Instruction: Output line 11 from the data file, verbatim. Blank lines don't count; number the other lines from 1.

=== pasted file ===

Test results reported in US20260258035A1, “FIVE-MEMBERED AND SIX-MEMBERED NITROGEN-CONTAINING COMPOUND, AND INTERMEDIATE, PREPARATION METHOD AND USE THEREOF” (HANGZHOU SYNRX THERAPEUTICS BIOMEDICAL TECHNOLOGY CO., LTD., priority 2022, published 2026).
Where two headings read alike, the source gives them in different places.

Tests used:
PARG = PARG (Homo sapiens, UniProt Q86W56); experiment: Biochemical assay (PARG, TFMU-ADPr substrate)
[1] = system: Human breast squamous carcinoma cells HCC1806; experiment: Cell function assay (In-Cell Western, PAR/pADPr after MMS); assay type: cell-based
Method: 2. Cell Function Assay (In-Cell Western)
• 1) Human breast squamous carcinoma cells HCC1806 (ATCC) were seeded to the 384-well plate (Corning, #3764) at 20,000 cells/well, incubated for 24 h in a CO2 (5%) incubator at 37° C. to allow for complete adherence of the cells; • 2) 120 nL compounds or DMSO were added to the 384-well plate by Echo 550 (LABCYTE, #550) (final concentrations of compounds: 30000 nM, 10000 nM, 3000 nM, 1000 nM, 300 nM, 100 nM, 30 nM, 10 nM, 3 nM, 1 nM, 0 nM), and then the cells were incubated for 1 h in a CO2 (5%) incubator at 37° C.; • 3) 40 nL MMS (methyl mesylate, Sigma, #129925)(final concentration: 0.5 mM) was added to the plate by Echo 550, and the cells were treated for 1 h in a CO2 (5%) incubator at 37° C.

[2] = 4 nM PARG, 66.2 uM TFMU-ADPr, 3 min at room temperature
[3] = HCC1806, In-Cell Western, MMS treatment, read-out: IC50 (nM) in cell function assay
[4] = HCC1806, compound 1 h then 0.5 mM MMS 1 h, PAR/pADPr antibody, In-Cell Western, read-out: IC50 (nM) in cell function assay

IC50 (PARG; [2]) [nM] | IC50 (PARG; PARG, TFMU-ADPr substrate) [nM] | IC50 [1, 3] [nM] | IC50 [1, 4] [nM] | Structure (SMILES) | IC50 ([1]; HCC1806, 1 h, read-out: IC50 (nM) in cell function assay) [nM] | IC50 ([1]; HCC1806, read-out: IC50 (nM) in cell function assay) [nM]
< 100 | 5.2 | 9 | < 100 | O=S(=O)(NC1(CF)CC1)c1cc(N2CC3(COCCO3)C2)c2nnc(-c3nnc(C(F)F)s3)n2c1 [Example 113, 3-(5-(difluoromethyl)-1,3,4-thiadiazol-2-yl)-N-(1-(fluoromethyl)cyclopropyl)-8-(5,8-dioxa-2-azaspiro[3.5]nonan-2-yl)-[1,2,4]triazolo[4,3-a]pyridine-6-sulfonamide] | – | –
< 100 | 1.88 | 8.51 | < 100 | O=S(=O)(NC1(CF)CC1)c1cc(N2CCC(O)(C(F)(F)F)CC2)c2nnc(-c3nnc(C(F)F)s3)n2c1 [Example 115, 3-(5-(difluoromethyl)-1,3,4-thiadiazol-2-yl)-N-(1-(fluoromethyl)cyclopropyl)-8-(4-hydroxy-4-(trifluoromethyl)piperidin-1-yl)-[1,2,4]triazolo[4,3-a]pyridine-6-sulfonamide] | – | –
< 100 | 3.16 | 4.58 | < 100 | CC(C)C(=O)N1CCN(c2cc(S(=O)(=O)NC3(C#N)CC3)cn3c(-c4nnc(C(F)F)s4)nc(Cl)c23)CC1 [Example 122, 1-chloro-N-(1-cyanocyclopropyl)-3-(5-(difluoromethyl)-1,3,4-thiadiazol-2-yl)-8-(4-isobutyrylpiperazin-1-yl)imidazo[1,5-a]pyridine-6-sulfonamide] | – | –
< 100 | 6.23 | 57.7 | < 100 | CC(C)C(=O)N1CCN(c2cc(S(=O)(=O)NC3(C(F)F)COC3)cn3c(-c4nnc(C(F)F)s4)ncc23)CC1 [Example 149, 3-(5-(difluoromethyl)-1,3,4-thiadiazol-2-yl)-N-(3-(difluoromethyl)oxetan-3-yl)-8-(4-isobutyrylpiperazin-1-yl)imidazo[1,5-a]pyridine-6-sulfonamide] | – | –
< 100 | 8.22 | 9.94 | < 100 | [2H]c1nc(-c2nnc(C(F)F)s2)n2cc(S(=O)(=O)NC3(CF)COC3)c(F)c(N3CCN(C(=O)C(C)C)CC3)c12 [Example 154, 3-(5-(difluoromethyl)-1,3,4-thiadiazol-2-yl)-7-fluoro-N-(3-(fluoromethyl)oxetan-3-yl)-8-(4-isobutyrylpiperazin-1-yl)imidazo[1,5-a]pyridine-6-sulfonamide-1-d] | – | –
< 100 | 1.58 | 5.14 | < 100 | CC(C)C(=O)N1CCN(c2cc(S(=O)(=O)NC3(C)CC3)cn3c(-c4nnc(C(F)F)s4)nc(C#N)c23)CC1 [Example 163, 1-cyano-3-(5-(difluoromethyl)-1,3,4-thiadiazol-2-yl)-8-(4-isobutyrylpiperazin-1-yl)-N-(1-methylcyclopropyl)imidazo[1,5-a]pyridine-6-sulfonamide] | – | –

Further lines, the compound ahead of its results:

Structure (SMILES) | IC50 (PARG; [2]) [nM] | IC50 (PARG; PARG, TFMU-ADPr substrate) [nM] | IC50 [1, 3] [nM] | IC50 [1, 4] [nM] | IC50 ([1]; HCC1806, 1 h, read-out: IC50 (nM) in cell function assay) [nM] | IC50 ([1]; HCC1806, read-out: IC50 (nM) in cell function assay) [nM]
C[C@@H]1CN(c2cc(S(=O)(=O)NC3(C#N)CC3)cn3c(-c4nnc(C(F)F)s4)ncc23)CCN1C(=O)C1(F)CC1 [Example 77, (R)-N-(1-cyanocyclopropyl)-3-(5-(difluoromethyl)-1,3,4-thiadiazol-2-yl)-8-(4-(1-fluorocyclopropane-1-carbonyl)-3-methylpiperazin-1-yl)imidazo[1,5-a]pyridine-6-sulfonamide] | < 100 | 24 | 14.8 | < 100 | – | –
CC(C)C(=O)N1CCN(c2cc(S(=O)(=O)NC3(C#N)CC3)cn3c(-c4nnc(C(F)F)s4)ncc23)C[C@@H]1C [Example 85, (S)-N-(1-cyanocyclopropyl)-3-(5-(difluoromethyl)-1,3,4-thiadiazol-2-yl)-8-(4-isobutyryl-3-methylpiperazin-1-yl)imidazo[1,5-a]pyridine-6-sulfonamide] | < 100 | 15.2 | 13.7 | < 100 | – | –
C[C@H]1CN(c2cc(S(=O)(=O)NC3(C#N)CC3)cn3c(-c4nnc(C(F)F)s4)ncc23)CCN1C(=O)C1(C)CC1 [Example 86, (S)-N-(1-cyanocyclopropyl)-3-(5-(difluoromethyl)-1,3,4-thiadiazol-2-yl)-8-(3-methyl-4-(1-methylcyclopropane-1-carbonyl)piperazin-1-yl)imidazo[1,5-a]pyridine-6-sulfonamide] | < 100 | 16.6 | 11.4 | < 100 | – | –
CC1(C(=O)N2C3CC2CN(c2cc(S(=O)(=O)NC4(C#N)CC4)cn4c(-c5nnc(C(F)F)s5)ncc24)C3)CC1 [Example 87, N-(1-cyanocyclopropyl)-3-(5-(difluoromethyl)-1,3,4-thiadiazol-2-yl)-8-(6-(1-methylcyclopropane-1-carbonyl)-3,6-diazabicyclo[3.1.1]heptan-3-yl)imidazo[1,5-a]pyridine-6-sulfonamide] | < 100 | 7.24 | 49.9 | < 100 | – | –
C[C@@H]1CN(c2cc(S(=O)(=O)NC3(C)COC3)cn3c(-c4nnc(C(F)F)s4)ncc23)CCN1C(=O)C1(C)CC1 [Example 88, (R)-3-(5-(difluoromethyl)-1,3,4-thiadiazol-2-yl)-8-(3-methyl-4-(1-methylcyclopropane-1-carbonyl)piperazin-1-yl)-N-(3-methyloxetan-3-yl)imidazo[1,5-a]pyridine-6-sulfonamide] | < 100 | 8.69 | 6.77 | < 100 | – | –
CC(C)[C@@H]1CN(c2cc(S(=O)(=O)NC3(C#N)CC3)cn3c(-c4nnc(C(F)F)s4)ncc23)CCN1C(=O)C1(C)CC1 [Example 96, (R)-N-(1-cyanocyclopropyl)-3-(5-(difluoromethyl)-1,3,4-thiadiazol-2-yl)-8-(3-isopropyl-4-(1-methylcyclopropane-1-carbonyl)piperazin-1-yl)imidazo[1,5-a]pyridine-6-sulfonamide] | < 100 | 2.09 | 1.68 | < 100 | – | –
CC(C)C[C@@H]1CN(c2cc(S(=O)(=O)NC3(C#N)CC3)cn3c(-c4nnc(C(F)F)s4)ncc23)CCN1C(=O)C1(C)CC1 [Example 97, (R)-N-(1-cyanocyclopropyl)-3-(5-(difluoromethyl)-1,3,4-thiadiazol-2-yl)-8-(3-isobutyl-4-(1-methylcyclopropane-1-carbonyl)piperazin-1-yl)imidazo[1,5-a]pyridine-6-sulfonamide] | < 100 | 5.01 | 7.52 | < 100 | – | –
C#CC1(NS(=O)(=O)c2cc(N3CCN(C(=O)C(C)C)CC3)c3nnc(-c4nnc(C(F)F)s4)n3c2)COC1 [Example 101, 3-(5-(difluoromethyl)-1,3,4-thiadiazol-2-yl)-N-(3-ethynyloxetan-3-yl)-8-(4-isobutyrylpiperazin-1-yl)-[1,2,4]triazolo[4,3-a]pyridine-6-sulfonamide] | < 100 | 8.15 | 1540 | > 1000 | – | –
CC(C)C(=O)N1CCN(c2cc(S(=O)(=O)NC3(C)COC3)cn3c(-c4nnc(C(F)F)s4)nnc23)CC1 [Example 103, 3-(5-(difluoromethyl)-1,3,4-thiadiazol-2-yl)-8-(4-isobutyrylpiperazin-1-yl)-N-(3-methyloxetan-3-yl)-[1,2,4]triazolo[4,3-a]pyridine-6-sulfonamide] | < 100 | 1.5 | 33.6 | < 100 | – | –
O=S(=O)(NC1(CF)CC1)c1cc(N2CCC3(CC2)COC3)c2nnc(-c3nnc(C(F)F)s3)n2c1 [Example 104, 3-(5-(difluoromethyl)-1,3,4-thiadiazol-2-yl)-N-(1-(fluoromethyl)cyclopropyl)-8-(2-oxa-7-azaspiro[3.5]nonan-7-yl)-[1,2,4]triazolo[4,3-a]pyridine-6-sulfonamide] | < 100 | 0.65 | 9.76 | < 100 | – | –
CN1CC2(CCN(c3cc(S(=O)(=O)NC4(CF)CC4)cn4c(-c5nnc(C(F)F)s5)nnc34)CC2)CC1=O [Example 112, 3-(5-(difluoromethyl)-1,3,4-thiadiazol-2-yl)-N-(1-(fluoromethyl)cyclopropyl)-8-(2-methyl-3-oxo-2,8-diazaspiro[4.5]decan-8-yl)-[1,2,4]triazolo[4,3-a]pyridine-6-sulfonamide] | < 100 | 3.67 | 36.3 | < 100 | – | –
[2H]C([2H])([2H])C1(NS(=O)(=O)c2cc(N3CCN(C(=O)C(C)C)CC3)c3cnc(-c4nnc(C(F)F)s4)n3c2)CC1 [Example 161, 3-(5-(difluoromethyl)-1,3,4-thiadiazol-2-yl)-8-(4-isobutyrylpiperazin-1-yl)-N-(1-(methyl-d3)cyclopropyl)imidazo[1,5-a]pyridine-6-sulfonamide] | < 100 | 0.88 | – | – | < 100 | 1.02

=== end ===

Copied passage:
IC50 (PARG; [2]) [nM] | IC50 (PARG; PARG, TFMU-ADPr substrate) [nM] | IC50 [1, 3] [nM] | IC50 [1, 4] [nM] | Structure (SMILES) | IC50 ([1]; HCC1806, 1 h, read-out: IC50 (nM) in cell function assay) [nM] | IC50 ([1]; HCC1806, read-out: IC50 (nM) in cell function assay) [nM]